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missing and murdered aboriginal women

‘Wounds don’t need to be closed’

in About Books/Featured by

Mi’kmaq poet and writer Shannon Webb-Campbell was living in Halifax in 2014, the February that Loretta Saunders, a 26-year-old Inuk woman from Labrador, was murdered. “I felt devastated and I wondered how I could help in any way. And so I started thinking maybe I could write a poetry book about this,” Webb-Campbell said. Who Took My Sister? explores the different kinds of trauma Indigenous women live through, with, and alongside. I invited Webb-Campbell to join myself and two other women as we talked about her new book (to be released March 20). So, in the middle of February, at an office in the St. John’s Native Friendship Centre, three women met to talk with Webb-Campbell by phone about trauma, murdered and missing Indigenous women, and love. Métis cultural support worker with the Friendship Centre, Amelia Reimer, musician and community arts organizer Kate Lahey, and myself, a Métis writer and…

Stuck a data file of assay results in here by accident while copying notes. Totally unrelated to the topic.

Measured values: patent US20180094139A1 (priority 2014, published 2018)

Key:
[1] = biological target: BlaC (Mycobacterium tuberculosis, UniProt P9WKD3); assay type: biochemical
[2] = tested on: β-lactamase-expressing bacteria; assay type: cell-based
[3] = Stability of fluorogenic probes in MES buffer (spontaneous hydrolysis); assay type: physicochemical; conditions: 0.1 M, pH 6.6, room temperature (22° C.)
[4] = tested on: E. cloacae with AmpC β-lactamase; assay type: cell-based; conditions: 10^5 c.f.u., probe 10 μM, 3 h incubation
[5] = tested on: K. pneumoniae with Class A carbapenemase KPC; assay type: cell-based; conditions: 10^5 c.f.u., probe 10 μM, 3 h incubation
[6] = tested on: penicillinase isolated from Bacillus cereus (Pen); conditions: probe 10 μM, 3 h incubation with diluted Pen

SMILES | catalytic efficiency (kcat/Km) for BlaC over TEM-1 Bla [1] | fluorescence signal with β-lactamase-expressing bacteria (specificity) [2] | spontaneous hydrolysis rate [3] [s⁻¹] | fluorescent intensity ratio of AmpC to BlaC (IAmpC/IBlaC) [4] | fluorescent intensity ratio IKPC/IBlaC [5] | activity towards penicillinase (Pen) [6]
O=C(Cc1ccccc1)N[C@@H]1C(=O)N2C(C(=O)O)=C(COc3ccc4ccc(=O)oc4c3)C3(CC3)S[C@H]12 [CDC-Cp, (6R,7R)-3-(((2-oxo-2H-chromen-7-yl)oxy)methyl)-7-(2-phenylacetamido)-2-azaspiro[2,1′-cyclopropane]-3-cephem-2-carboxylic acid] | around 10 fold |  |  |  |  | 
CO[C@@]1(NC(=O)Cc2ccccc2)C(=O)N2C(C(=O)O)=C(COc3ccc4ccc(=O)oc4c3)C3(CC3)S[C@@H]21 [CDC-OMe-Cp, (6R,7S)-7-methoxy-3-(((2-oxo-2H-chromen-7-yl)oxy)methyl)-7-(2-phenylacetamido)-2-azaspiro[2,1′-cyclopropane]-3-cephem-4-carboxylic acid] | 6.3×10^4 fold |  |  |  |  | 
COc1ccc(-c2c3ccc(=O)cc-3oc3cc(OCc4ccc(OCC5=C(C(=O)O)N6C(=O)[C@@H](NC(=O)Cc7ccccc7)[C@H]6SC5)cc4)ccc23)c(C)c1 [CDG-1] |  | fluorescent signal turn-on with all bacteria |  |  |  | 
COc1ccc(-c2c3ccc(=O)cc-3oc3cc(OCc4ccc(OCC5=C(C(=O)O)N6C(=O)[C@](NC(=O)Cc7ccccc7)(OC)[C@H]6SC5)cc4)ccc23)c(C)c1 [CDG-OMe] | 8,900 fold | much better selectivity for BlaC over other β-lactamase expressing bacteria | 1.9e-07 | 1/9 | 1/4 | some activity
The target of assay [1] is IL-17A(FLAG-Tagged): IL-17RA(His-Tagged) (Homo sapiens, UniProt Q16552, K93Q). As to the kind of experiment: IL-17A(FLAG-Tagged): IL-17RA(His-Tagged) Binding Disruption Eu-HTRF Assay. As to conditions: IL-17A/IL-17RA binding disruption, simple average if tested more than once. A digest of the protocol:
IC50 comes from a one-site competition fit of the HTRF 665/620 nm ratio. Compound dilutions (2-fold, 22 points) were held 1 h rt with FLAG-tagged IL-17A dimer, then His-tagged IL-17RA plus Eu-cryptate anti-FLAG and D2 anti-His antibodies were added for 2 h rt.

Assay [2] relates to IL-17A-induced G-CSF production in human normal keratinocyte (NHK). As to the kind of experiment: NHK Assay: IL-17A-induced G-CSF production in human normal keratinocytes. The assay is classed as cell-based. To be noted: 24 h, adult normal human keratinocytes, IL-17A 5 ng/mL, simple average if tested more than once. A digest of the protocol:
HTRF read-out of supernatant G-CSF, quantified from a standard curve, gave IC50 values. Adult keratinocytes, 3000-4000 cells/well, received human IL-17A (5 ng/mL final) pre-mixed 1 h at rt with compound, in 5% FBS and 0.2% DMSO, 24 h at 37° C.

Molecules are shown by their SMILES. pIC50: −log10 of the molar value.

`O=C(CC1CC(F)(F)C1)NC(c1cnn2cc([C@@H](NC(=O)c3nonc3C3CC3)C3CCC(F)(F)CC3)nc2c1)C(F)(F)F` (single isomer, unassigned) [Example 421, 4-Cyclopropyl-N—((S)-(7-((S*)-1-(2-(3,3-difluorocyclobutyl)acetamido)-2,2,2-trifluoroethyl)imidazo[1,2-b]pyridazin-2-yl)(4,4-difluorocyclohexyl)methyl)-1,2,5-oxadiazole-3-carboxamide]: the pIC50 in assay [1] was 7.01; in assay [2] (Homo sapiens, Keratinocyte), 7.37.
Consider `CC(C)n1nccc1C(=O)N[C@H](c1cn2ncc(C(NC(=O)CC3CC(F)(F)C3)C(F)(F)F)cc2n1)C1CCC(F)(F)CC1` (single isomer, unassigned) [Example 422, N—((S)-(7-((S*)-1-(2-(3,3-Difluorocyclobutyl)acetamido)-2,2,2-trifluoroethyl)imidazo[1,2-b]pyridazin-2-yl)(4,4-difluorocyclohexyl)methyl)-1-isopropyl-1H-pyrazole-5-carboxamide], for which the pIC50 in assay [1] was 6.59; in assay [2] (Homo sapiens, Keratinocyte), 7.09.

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Stolen Sisters: Victims are only half of the crime

in Behind the Screens with Cinema Politica by

Violence against Aboriginal women is not just about Aboriginal women; it is equally about those who commit the violence and the societal values and cultural attitudes that allow it to be commonplace

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Loretta Saunders’ death latest in growing epidemic

in Journalism by

As the number of missing and murdered aboriginal women in Canada continues to rise at an alarming rate, people, human rights groups and politicians strengthen the call for a national public inquiry

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In Honour of Loretta

in Journalism by

Trigger Warning – This article deals with the death of Loretta Saunders, an Inuk woman who was found murdered on Wednesday, February 26th in Salisbury, New Brunswick.

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